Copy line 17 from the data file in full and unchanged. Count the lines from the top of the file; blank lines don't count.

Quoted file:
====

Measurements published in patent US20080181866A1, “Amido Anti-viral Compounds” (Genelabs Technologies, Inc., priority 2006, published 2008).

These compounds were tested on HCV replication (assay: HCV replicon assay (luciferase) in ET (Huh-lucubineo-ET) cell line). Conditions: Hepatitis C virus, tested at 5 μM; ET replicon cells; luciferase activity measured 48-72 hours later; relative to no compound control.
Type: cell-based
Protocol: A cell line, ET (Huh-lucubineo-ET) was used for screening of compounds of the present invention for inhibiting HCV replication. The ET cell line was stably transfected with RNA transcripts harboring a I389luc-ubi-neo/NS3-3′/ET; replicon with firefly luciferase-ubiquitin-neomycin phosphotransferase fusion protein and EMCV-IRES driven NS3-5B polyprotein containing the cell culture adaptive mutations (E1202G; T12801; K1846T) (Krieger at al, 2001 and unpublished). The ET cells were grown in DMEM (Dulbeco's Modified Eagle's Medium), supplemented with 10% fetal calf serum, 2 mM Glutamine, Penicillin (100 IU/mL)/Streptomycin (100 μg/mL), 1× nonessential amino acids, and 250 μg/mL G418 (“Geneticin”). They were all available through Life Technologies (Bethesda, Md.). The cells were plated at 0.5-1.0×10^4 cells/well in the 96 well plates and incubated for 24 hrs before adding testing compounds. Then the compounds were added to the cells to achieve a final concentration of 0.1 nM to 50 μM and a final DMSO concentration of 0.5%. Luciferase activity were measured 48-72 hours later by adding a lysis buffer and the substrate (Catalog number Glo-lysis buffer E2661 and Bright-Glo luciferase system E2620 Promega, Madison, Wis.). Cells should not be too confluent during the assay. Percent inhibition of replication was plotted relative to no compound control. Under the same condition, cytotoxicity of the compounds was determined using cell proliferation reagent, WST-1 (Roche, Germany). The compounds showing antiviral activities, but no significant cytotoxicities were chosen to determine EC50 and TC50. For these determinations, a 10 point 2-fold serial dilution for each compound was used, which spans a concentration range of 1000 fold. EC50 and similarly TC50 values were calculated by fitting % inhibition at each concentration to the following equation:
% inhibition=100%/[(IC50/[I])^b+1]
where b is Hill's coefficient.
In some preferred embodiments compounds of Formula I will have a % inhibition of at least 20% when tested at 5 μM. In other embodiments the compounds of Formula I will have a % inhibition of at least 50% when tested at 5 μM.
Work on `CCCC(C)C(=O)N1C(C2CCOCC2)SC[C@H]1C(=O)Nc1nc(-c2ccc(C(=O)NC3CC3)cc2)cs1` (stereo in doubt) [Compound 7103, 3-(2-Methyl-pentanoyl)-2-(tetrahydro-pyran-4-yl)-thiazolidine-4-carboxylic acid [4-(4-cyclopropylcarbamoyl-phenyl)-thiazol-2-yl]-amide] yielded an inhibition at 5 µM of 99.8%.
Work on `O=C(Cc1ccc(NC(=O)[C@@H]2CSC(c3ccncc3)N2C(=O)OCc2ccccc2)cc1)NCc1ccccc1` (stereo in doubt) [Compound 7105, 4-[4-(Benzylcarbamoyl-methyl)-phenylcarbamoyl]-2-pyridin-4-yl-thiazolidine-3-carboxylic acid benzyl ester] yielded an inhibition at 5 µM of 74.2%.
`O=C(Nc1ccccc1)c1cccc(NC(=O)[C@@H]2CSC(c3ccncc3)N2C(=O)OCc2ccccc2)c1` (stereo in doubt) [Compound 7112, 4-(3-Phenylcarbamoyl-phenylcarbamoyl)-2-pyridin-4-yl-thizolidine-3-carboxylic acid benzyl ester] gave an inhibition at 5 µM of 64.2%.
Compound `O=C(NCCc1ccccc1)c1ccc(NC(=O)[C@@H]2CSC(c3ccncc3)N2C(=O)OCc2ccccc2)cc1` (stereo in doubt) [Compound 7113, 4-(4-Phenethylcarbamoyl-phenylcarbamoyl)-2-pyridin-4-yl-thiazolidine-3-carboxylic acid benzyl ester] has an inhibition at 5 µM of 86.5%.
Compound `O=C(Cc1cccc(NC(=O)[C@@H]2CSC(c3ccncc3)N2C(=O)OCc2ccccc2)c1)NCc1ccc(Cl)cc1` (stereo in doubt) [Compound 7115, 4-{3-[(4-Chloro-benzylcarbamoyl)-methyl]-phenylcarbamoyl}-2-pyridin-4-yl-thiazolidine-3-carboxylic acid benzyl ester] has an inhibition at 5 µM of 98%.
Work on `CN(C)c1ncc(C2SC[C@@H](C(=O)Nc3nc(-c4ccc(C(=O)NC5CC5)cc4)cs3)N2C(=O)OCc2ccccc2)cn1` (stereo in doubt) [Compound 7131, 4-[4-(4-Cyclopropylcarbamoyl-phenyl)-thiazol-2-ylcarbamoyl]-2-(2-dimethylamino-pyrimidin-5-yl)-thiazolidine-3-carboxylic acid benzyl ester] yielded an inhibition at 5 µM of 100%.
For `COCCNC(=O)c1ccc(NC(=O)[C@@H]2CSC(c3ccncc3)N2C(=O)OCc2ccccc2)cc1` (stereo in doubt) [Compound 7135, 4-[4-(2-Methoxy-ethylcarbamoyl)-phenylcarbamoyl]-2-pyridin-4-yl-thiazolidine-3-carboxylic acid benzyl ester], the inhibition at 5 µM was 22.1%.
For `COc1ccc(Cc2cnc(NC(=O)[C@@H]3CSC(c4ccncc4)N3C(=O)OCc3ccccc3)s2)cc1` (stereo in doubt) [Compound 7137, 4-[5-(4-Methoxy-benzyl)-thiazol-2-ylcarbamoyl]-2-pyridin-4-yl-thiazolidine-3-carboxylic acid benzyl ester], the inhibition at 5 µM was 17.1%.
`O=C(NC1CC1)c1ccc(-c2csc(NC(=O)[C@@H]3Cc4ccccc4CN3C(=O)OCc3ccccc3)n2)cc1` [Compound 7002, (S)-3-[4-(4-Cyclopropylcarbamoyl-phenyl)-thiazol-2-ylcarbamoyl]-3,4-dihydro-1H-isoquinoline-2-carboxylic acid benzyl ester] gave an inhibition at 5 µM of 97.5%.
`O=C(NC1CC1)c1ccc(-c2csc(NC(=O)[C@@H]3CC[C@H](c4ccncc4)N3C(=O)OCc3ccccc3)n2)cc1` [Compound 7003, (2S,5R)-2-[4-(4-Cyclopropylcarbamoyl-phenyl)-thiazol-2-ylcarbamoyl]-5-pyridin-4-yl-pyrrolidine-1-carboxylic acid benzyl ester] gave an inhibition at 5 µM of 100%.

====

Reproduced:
`O=C(NC1CC1)c1ccc(-c2csc(NC(=O)[C@@H]3CC[C@H](c4ccncc4)N3C(=O)OCc3ccccc3)n2)cc1` [Compound 7003, (2S,5R)-2-[4-(4-Cyclopropylcarbamoyl-phenyl)-thiazol-2-ylcarbamoyl]-5-pyridin-4-yl-pyrrolidine-1-carboxylic acid benzyl ester] gave an inhibition at 5 µM of 100%.